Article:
The bursting of bubbles causes credit contraction, the forced liquidation of assets, deflation and wealth destruction that may reach catastrophic proportions. In a deflationary environment, the weight of accumulated debt can sink the banking system and push the economy into depression. That is what needs to be prevented at all costs.

It can be done – by creating money to offset the contraction of credit, recapitalising the banking system and writing off or down the accumulated debt in an orderly manner. They require radical and unorthodox policy measures. For best results, the three processes should be combined.

If these measures were successful and credit started to expand, deflationary pressures would be replaced by the spectre of inflation and the authorities would have to drain the excess money supply from the economy almost as fast as they had pumped it in. There is no way to escape from a far-fromequilibrium situation – global deflation and depression – except by first inducing its opposite and then reducing it.

To prevent the US economy from sliding into a depression, Mr Obama must implement a radical and comprehensive set of policies. Alongside the welladvanced fiscal stimulus package, these should include a system-wide and compulsory recapitalisation of the banking system and a thorough overhaul of the mortgage system – reducing the cost of mortgages and foreclosures.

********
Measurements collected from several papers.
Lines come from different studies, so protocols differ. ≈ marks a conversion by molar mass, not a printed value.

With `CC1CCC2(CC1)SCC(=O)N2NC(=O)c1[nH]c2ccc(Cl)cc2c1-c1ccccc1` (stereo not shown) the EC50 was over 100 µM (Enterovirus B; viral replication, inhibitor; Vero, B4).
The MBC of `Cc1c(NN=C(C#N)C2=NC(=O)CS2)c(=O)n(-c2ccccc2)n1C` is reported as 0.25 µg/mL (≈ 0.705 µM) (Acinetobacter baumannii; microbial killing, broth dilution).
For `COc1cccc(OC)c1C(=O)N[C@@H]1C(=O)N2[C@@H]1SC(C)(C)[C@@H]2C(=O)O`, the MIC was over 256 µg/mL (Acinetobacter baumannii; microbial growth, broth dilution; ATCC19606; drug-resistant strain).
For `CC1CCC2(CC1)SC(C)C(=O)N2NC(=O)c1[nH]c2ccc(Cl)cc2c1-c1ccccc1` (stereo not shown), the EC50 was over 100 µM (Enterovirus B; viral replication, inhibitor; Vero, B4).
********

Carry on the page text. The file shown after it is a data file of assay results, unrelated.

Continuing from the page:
Energy policy could also play an important role in counteracting both depression and deflation. The American consumer can no longer act as the motor of the global economy. Alternative energy and developments that produce energy savings could serve as a new motor, but only if the price of conventional fuels is kept high enough to justify investing in those activities. That would involve putting a floor under the price of fossil fuels by imposing a price on carbon emissions and import duties on oil to keep the domestic price above, say, $70 per barrel.

Finally, the international financial system must be reformed. Far from providing a level playing field, the current system favours the countries in control of the international financial institutions, notably the US, to the detriment of nations at the periphery. The periphery countries have been subject to the market discipline dictated by the Washington consensus but the US was exempt from it.

How unfair the system is has been revealed by a crisis that originated in the US yet is doing more damage to the periphery. Assistance is needed to protect the financial systems of periphery countries, including trade finance, something that will require large contingency funds available at little notice for brief periods of time. Periphery governments will also need long-term financing to enable them to engage in counter-cyclical fiscal policies.